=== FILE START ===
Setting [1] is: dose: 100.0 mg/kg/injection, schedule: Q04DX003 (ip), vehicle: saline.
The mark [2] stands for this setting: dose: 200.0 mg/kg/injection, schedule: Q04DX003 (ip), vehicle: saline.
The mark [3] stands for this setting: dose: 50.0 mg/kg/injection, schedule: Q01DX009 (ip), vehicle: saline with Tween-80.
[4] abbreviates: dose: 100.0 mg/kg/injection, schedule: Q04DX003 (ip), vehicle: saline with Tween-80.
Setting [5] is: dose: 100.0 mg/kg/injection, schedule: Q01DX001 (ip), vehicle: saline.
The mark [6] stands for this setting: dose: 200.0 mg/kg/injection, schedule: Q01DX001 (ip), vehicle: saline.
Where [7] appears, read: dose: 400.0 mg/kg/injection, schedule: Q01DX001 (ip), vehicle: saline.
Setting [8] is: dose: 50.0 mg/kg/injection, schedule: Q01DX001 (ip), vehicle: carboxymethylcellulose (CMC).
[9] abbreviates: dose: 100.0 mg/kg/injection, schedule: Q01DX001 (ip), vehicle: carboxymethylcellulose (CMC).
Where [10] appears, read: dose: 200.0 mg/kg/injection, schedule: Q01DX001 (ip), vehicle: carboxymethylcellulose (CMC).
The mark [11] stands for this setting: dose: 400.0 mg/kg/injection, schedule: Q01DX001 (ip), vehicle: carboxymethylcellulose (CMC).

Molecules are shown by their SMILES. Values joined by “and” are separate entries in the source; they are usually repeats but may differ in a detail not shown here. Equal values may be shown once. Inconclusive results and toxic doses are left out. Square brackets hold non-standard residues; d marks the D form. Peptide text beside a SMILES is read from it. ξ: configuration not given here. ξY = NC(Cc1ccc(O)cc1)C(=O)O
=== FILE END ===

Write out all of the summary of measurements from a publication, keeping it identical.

Setting [1] is: dose: 100.0 mg/kg/injection, schedule: Q04DX003 (ip), vehicle: saline.
The mark [2] stands for this setting: dose: 200.0 mg/kg/injection, schedule: Q04DX003 (ip), vehicle: saline.
The mark [3] stands for this setting: dose: 50.0 mg/kg/injection, schedule: Q01DX009 (ip), vehicle: saline with Tween-80.
[4] abbreviates: dose: 100.0 mg/kg/injection, schedule: Q04DX003 (ip), vehicle: saline with Tween-80.
Setting [5] is: dose: 100.0 mg/kg/injection, schedule: Q01DX001 (ip), vehicle: saline.
The mark [6] stands for this setting: dose: 200.0 mg/kg/injection, schedule: Q01DX001 (ip), vehicle: saline.
Where [7] appears, read: dose: 400.0 mg/kg/injection, schedule: Q01DX001 (ip), vehicle: saline.
Setting [8] is: dose: 50.0 mg/kg/injection, schedule: Q01DX001 (ip), vehicle: carboxymethylcellulose (CMC).
[9] abbreviates: dose: 100.0 mg/kg/injection, schedule: Q01DX001 (ip), vehicle: carboxymethylcellulose (CMC).
Where [10] appears, read: dose: 200.0 mg/kg/injection, schedule: Q01DX001 (ip), vehicle: carboxymethylcellulose (CMC).
The mark [11] stands for this setting: dose: 400.0 mg/kg/injection, schedule: Q01DX001 (ip), vehicle: carboxymethylcellulose (CMC).

Molecules are shown by their SMILES. Values joined by “and” are separate entries in the source; they are usually repeats but may differ in a detail not shown here. Equal values may be shown once. Inconclusive results and toxic doses are left out. Square brackets hold non-standard residues; d marks the D form. Peptide text beside a SMILES is read from it. ξ: configuration not given here. ξY = NC(Cc1ccc(O)cc1)C(=O)O